A Gentleman’s Game – Greg Rucka

3 out of 5

A terrorist bombing in the London subways sends minder Tara Chace to Saudi Arabia on special op.  Because this is being fictionalized for us, and because it’s Queen & Country, we’re well expecting something to go wrong.  …But it doesn’t.  The op goes very right, and Tara returns home.

For the first 2/3rds to 3/4ths of A Gentleman’s Game, we’re drawn along the path to this op, and its success, and because Greg is saving the real dramas for the final portion of the book – which is intense, and goddamned fantastic, and breathtaking – there’s an oddly lacking sense of urgency and danger to it.  The initial attack sets things off to a tizzy, of course, and there’s the deeply satisfying behind-the-curtain vile political gladhanding Greg gives us via D-Ops Paul Crocker’s attempted deflections of an outright “response” to the attack, without at least doing some intel first, and then nonetheless stymied by a government that just wants to give the public a “win.”

However, this is intercut with scenes of Sinan, seemingly far away – physically and even-twise – from the goingson in London; Sinan is a white man converted to radical Islam, and trying to work his way toward the fight, and such is the slowburn nature of the first chunk of the book that we seem to spend more time with him than we do with Chace, or any of our minders.  Some of this makes for an interesting counterpoint – allowed in to a potential terrorist’s mindset, and a converted American no less, and giving voice to his contempt for his homeland that shades his role beyond cartoon villainy.  However, we know what side we’re on here, and what side Greg’s on, and this isn’t an attempt to humanize Sinan: he’s always, 100%, committed to gunning down his enemies, and anyone not of his religion is his enemy.  His origins don’t end up playing much of a role because it’s not really his story – it ends up just feeling like an excuse so we can “hear” his thoughts from a white American point of view.  Given how much time we spend with him, it makes the first 150ish pages rather plodding, unfortunately, and even though we get a ton of energy back in the conclusion, on retrospect, this energy distracts from the confirmation that it really wasn’t his story, even in part.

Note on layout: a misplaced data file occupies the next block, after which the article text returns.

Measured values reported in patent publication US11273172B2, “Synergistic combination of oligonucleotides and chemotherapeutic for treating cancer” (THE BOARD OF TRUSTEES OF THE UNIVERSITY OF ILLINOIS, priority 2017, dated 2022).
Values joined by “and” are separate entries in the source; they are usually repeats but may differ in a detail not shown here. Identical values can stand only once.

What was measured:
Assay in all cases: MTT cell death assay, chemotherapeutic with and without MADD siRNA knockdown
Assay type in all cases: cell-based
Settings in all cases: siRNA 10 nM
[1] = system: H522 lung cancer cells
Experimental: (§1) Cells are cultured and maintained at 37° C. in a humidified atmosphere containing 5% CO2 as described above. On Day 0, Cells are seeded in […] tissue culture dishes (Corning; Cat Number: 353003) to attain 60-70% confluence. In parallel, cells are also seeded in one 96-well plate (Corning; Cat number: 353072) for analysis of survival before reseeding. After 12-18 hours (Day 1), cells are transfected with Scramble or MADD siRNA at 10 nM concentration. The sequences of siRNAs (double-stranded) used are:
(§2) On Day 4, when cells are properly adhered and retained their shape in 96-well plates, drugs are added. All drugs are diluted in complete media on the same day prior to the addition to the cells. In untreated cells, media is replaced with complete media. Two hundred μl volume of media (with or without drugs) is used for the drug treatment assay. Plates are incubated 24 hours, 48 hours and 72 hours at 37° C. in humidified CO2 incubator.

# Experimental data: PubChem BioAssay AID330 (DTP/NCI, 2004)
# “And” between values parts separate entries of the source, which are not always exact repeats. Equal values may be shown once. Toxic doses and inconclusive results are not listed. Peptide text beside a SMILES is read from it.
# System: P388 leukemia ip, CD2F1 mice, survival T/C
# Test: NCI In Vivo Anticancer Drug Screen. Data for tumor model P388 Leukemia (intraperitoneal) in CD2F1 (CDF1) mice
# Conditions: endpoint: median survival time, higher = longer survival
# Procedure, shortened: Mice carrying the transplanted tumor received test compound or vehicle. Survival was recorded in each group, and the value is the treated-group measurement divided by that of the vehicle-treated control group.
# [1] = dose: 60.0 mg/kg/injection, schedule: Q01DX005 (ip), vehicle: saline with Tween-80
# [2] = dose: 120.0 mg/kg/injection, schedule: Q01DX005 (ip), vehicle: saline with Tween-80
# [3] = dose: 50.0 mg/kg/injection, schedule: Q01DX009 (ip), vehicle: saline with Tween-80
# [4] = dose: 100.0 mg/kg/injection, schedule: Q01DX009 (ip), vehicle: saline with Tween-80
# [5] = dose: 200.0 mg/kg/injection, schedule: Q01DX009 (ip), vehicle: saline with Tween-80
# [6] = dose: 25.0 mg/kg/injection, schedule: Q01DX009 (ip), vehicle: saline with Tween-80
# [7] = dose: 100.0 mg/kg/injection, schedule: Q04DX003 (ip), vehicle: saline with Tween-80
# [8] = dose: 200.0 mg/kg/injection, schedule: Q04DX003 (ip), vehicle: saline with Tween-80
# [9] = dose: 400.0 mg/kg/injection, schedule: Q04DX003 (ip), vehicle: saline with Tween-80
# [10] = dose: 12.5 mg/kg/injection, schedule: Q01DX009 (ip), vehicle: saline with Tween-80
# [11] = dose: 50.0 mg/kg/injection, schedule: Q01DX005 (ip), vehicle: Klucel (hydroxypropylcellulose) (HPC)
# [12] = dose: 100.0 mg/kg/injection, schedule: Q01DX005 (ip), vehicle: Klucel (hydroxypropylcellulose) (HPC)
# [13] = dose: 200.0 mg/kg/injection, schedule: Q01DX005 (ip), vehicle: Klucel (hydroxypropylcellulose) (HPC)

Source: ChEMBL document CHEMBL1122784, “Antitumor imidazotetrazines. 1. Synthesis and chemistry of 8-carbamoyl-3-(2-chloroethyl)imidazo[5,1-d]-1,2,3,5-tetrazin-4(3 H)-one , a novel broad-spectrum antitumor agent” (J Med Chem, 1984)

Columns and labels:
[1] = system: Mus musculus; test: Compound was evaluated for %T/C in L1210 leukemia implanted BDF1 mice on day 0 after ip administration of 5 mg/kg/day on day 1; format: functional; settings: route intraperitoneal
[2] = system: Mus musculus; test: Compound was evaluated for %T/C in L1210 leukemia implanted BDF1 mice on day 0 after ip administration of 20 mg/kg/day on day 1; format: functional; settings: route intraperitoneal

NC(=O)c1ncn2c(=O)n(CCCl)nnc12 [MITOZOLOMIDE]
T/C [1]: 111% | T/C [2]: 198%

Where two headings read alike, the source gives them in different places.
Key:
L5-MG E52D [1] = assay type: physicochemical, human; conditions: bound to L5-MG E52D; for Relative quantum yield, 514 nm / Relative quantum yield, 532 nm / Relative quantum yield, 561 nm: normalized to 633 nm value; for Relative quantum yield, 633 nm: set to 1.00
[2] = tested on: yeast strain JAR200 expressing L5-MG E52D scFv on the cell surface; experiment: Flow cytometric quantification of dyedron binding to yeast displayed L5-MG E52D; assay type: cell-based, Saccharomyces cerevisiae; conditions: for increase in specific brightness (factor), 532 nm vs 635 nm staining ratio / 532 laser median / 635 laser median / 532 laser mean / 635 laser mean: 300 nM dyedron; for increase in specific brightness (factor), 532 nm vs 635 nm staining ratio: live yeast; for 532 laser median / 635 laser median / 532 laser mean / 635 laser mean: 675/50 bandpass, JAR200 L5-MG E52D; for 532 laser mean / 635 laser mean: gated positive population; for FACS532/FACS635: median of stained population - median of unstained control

But: that conclusion.  When Tara returns from the op, that’s when things go wrong.  That’s when the other shoe drops on all the political shenanigans, and everyone jumps into action with double- and triple-dealings, and it suddenly feels like we can’t be sure who’s going to make it out alive.  I’m rereading this book after many years, and there was one scene from it I remembered incredibly vividly; I think it’s telling that it’s from this concluding portion, and not much else from the book stuck.

As a continuation to the Q&C series, this is a necessary read.  As a standalone read, it’s really missing Greg’s usual ace sense of space and placement, seemingly substituted by a rather deep dive into post-9/11 politics, which is fascinating, except it’s incredibly slowed down by cutaways to the fomenting terrorist operation (as represented by Sinan), presented in a fashion that’s more distracting than compelling.  Once you get to the final section of the book, that slow intro is forgotten – the last fifty pages are a blur of perfect thriller writing.  However, standing back from the experience as a whole, the book is a fractured read, and not as tight as some of Greg’s other thrillers.